We report the observation of nonadiabatic excitations of single electrons in a quantum dot. Using a tunable-barrier single-electron pump, we have developed a way of reading out the excitation spectrum and level population of the dot by using the pump current as a probe. When the potential well is deformed at subnanosecond time scales, electrons are excited to higher levels. In the presence of a perpendicular magnetic field, the excited states follow a Fock-Darwin spectrum. Our experiments provide a simple model system to study nonadiabatic processes of quantum particles.
"However, since the devices investigated in this study were similar to those in , we used the highest field accessible with our experimental system, 14 T. Previous high-resolution measurements using sine wave drive could not be extended above f ≈ 350 MHz because the quantised plateau degraded with further increase in f . The general mechanism for this is not currently understood, although clear signatures of backtunneling due to non-adiabatic excitation at high f have been seen in some samples . To extend the pump operation range to higher frequencies, we developed a technique using an arbitrary waveform generator (Tektronix AWG7122B) to generate a custom V G1 (t) waveform . "
[Show abstract][Hide abstract] ABSTRACT: Electron pumps generate a macroscopic electric current by controlled manipulation of single electrons. Despite intensive research towards a quantum current standard over the last 25 years, making a fast and accurate quantized electron pump has proved extremely difficult. Here we demonstrate that the accuracy of a semiconductor quantum dot pump can be dramatically improved by using specially designed gate drive waveforms. Our pump can generate a current of up to 150 pA, corresponding to almost a billion electrons per second, with an experimentally demonstrated current accuracy better than 1.2 parts per million (p.p.m.) and strong evidence, based on fitting data to a model, that the true accuracy is approaching 0.01 p.p.m. This type of pump is a promising candidate for further development as a realization of the SI base unit ampere, following a redefinition of the ampere in terms of a fixed value of the elementary charge.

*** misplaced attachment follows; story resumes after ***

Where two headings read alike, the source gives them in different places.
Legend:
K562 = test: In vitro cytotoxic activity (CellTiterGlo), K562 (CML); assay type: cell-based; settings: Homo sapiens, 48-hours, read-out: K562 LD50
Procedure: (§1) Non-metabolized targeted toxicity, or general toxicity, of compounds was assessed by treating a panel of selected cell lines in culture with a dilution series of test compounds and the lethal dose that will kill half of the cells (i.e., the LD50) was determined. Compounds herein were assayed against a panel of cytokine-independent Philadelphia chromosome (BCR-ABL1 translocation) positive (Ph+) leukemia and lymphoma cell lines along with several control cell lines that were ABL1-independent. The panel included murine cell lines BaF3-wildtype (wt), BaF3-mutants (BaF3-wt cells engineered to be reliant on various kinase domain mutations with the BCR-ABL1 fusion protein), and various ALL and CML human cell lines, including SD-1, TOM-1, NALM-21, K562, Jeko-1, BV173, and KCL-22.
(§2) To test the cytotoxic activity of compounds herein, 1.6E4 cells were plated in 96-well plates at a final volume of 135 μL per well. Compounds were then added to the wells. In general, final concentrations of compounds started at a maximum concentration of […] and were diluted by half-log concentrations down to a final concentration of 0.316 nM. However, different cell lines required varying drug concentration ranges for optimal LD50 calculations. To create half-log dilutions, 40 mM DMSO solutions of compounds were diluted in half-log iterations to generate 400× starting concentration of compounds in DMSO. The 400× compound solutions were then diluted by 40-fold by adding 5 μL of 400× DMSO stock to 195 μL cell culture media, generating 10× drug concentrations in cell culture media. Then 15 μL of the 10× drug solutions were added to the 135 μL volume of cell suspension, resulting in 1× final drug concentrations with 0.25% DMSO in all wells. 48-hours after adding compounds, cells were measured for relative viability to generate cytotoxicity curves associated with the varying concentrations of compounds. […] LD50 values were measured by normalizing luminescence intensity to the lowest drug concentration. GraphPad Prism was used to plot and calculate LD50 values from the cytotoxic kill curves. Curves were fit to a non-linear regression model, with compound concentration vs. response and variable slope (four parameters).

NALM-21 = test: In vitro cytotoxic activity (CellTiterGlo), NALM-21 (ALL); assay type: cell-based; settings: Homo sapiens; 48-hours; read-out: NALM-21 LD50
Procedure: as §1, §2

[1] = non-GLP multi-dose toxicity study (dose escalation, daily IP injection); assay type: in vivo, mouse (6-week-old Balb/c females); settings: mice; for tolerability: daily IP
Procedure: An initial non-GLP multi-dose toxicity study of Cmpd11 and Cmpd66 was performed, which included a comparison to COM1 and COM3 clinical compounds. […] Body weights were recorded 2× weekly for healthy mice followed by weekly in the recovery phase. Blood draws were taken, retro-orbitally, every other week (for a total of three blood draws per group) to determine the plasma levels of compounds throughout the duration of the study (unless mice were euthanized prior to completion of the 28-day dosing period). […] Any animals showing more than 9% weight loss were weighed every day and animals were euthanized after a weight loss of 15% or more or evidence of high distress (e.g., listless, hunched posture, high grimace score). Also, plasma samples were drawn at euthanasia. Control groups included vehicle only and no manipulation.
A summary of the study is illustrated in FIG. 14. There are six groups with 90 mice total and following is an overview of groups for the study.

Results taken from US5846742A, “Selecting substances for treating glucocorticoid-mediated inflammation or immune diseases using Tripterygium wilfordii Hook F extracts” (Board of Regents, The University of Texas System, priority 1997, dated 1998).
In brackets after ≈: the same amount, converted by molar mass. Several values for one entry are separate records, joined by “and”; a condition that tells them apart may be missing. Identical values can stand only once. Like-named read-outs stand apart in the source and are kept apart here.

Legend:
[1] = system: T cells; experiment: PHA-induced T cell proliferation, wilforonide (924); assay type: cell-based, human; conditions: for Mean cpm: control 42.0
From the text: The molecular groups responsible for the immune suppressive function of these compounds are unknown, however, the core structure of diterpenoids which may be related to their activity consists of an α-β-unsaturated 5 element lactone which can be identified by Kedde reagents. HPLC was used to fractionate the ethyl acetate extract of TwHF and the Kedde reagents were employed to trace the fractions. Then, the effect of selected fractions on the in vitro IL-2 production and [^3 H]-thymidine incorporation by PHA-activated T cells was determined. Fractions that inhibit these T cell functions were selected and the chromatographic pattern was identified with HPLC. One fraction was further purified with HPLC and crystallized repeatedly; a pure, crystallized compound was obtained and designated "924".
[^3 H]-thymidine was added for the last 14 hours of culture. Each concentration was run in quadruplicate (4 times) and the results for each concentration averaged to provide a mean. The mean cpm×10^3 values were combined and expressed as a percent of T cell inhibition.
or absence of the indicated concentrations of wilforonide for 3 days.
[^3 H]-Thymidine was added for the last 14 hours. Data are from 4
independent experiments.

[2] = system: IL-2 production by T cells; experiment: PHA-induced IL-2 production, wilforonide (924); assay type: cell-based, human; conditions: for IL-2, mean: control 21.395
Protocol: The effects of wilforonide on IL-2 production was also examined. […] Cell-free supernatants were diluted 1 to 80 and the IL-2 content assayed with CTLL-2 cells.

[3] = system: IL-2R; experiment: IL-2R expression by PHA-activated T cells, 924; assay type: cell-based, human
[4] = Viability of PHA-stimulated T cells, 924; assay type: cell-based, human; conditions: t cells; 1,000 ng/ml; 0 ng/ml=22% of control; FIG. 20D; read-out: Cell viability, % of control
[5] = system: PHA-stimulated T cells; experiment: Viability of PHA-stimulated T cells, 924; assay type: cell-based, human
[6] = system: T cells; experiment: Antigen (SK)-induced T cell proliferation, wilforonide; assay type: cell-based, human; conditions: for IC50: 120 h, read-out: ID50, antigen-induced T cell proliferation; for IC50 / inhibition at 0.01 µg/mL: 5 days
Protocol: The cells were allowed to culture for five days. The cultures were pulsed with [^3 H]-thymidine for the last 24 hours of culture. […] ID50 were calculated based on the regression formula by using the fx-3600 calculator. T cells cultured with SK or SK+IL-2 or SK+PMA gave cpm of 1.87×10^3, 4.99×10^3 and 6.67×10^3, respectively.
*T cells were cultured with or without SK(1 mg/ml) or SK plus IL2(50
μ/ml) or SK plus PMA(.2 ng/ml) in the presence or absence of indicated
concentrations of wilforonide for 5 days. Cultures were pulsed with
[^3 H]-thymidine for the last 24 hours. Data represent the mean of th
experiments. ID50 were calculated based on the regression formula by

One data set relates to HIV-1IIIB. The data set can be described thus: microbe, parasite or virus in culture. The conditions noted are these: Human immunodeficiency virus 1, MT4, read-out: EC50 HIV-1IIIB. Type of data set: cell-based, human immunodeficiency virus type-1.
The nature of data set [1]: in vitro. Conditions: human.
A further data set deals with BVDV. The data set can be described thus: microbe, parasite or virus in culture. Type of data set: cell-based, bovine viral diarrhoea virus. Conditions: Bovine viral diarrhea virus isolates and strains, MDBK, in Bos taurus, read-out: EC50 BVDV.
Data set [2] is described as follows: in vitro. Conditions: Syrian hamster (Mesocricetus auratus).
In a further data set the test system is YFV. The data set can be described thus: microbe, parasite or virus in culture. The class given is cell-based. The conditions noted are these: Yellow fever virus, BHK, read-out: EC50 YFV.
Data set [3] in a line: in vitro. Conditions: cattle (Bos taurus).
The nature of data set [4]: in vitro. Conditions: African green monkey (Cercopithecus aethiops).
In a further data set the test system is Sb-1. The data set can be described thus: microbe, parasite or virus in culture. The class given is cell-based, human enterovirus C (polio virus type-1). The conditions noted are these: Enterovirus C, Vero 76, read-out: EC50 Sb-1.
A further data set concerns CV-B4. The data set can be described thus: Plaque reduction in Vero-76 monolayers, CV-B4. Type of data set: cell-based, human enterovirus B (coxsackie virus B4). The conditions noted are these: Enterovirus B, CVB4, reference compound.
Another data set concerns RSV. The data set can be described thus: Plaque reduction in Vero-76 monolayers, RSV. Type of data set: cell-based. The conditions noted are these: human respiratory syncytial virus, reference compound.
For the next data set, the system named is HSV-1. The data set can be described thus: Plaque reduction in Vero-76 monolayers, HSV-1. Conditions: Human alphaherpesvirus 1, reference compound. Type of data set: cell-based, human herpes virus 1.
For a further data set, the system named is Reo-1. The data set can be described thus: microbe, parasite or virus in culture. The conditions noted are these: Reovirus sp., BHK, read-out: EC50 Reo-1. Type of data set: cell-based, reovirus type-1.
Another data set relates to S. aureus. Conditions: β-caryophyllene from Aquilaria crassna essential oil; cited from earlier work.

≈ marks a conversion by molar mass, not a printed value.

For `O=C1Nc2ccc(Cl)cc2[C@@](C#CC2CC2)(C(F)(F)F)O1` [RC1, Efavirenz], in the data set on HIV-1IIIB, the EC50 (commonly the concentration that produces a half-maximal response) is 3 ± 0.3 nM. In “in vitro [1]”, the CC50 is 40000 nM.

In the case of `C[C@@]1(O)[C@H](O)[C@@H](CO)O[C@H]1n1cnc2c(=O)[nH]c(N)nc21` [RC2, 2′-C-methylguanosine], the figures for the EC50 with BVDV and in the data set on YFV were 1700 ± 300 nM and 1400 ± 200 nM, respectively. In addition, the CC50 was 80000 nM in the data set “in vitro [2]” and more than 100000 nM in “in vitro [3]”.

[Show abstract][Hide abstract] ABSTRACT: The upcoming 2011 general conference on weights and measures (CGPM) will consider a proposal to re-define the SI unit ampere by assigning a fixed value to the electron charge e, while simultaneously releasing the permeability of free space μ0 to become a measured parameter. This review provides the background to the proposed re-definition and describes research into electron pumps aimed at supporting it. Particular emphasis is given to recent results on semiconductor electron pumps, which are currently the most promising candidates for metrological current standards.
General Assembly and Scientific Symposium, 2011 XXXth URSI; 01/2011
[Show abstract][Hide abstract] ABSTRACT: We study the effect of perpendicular magnetic fields on a single-electron
system with a strongly time-dependent electrostatic potential. Continuous
improvements to the current quantization in these electron pumps are revealed
by high-resolution measurements. Simulations show that the sensitivity of
tunnel rates to the barrier potential is enhanced, stabilizing particular
charge states. Nonadiabatic excitations are also suppressed due to a reduced
sensitivity of the Fock-Darwin states to electrostatic potential. The
combination of these effects leads to significantly more accurate current
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